A New Lease on Life

Heartbeat Magazine A New Lease on Life

 

By Tamekia Reece

At just 32 years old, Andrew Gemmell of Syracuse, New York, has had a lifetime of challenges with his heart. Born with Tetralogy of Fallot (TOF), a congenital condition characterized by the combination of four heart defects that affect normal blood flow through the heart, he was still an infant when he had his first open-heart surgery. He had a stroke at eight months old and received multiple pacemakers; then, in 2010, he was diagnosed with severe heart failure.

Heart failure — a condition in which the weakened heart can’t pump enough blood to meet the body’s needs — affects an estimated 6.5 million adults in the U.S. About 10% of those people are in the advanced stages of heart failure. In 2018, just under 3,500 donor hearts were available for transplant, which means the wait for a transplant is often lengthy.

For some people, a heart transplant may not be possible at all, or they choose not to get one. In those cases, a left ventricular assistance device (LVAD) provides another option. An LVAD is a surgically implanted pump that helps the weakened heart. It pulls blood from the heart’s left ventricle and moves it to the aorta, which then sends it throughout the body. The device is attached to the lower left chamber of the heart, and a cable attached to the pump (called a driveline) hangs outside of the body and attaches to the LVAD’s control system and battery.

At the time of his diagnosis, Gemmell had recently received chemotherapy for testicular cancer, which made him ineligible for a heart transplant. Instead, he got an LVAD. Whereas that once would have meant a drastic lifestyle change, newer versions of these devices have allowed Gemmell and many others to live active and productive lives.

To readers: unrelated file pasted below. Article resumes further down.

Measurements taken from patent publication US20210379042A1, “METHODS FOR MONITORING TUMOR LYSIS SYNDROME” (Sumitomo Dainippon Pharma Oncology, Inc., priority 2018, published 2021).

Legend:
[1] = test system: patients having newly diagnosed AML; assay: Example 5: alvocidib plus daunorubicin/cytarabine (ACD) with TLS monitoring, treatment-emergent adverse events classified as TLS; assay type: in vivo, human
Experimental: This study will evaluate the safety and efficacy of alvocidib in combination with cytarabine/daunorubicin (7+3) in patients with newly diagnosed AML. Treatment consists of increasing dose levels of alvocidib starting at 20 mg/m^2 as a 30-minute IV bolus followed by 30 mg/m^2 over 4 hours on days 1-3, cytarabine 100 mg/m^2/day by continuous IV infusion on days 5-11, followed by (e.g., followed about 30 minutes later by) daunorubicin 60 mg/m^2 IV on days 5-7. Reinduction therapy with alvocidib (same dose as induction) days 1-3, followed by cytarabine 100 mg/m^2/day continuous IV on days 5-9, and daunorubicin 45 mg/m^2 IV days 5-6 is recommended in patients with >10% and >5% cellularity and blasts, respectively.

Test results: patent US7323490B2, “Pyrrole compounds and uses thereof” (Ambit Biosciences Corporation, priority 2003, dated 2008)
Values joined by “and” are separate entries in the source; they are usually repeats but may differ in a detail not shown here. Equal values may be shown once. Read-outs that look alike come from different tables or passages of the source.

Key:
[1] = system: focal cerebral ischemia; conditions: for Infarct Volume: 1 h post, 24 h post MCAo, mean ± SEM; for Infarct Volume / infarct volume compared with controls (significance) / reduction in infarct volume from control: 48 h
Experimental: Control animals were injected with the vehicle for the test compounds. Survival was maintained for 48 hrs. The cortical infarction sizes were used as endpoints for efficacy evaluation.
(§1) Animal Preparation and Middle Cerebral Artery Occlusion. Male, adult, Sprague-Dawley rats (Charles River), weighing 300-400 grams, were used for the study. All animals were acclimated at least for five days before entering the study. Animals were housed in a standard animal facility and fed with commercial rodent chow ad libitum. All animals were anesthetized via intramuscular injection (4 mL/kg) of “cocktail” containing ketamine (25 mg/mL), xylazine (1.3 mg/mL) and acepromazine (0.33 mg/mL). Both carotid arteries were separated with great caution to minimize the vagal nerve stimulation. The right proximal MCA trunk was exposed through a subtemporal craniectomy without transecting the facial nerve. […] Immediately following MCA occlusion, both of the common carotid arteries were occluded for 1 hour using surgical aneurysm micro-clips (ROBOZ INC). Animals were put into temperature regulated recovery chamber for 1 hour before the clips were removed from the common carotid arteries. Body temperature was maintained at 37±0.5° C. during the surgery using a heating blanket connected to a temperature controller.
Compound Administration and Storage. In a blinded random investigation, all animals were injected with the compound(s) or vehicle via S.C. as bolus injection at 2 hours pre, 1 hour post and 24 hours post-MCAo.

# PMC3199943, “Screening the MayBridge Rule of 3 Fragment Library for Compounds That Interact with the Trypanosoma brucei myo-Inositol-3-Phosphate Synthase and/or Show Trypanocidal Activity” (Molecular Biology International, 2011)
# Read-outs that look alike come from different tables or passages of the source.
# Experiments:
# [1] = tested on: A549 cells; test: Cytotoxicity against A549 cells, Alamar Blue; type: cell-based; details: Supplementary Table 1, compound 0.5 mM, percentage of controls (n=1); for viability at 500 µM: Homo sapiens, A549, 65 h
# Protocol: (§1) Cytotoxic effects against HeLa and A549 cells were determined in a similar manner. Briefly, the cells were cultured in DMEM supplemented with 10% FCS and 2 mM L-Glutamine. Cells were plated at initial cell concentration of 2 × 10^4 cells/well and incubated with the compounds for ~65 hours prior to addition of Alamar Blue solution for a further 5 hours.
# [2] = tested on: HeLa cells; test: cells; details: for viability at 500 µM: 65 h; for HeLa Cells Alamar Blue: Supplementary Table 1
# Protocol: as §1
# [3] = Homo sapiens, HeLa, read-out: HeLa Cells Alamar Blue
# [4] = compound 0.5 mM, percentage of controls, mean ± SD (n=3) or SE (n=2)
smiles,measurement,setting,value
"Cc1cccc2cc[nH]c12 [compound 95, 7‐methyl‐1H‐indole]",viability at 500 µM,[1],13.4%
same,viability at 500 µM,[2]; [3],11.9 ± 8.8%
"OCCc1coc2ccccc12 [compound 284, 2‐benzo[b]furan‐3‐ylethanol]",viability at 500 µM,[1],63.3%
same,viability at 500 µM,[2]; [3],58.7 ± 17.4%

LVADs of the Past

The earliest LVADs were large and limited to people who had a large enough body to accommodate the device. In some cases, the LVADs were designed only for hospital use, which meant people had to remain in the hospital while on support. Others had a portable version that allowed them to go home, but it was still inconvenient.

“The batteries were good for about four hours, so they required a lot of changing and recharging the batteries,” says Douglas Horstmanshof, M.D., co-director of Integris Advanced Cardiac Care in Oklahoma City, Oklahoma. The devices also only lasted about 18 months. “They were originally engineered to get people through transplant therapy, which might take a year or two to find a heart, so they were not designed with longterm support in mind,” Dr. Horstmanshof says. And, while they helped extend the lives of patients who used them, the outlook wasn’t great: The two-year survival rate with the original LVAD was only about 25%.

Present-Day LVADs

LVADs have improved significantly over time. They are now small and lightweight, making them suitable for smaller people, and nearly all patients are able to return home following an implant. There are also more options.